Reasons to shop with us » 0113 245 4399


1 review »

Fever 121614 captures Deerhoof playing live in concert in Tokyo last year, to the evident joy of their audience. The setlist goes deep into their repertoire, with fan favourites from several albums brought out to play. As ever, the band are melodic, complex and fun all at the same time, and the live audience brings out their energetic best. Out on the Polyvinyl Record Co.


  • CD £9.99
  • Not in stock / Usually ships in 2-3 days ?
  • Shipping cost: £1.00 ?
  • NormanPoints: 100 ?
  • 0644110030924 / CD on Polyvinyl

This item needs to be ordered in from a supplier.
Usually ships in 2-3 days but delays are possible.

  • LP £13.99
  • Sold out.
  • Shipping cost: n/a
  • NormanPoints: n/a
  • 0644110030917
  • 0644110030917 / Live LP on Polyvinyl

Sold out. If you have recently ordered it and it is delayed, please check our order tracking tool for more information before trying to contact us.


REVIEWS

Fever 121614 by Deerhoof
1 review. Add your own review.
5 people love this record. Be the 6th!
7/10 Robin Staff review, 26 January 2016

Deerhoof went on tour which is just as well because they are a band people like and playing live shows as such a band can garner its rewards -- I have been told $$$ and £££ and other such symbols may be accumulated in their corporeal form, which is nice for artists who need to make money. Deerhoof’s tour over in Japan has also resulted in ‘Fever 121614’, a recording of one of their Tokyo shows, and here it is, chock full of complementary cartoon drawings of your favourite real-life cartoon band.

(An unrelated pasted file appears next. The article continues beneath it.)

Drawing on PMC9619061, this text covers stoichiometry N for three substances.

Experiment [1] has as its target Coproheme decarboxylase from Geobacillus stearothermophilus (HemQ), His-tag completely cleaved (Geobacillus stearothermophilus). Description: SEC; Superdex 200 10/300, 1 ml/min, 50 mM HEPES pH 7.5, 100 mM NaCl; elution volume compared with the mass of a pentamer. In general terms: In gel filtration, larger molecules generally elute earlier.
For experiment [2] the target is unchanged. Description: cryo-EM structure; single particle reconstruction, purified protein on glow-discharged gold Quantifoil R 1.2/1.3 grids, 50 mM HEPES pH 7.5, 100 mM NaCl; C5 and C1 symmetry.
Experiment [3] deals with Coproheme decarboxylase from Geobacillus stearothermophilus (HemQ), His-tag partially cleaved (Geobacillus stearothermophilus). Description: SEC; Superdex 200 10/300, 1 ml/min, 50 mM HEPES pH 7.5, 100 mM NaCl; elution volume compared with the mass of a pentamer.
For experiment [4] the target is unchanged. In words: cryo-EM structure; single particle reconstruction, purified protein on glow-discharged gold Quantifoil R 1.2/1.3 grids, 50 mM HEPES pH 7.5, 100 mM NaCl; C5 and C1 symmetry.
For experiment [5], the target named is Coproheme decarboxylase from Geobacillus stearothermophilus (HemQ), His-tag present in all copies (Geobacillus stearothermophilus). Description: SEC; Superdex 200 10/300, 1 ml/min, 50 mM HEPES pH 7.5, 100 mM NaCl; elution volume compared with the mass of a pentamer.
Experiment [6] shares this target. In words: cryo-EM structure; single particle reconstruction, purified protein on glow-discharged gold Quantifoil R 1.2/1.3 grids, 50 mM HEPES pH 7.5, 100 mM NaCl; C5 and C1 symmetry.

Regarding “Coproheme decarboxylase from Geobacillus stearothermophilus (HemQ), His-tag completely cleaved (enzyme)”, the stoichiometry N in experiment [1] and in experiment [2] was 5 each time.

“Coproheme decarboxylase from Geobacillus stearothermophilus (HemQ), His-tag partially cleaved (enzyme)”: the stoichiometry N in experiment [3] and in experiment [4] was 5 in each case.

Basically, this record confirms that their energy translates to a live show, chock full of the intricate and noisy drum fills, the whimsical, locked-in guitar parts (which are written to sound both meandering and full of structure, “Paradise Girls” working as a stellar example). For fans of their material, there’s as much chance you’ll get your Deerhoof fill for the week by listening to the records, but this record shows the band doing it without an iota of spring cleaning, letting their catchy riffs splinter into different variants: you might remember how insatiable the opening melody to “Fresh Born” is, but here it placates and trundles along at a completely different pace, leading into the rest of the song’s urgent riffage with a different kind of intrigue.

It’s worth hearing the band change it up just a ‘lil bit on ‘121614’, because Deerhoof wouldn’t be Deerhoof if they didn’t refuse to be Deerhoof a bit.


VIDEO




YOUR RECENTLY VIEWED ITEMS


EMAIL ALERTS

Get alerted to new stock from this artist / label.

Your email address will not be abused or shared.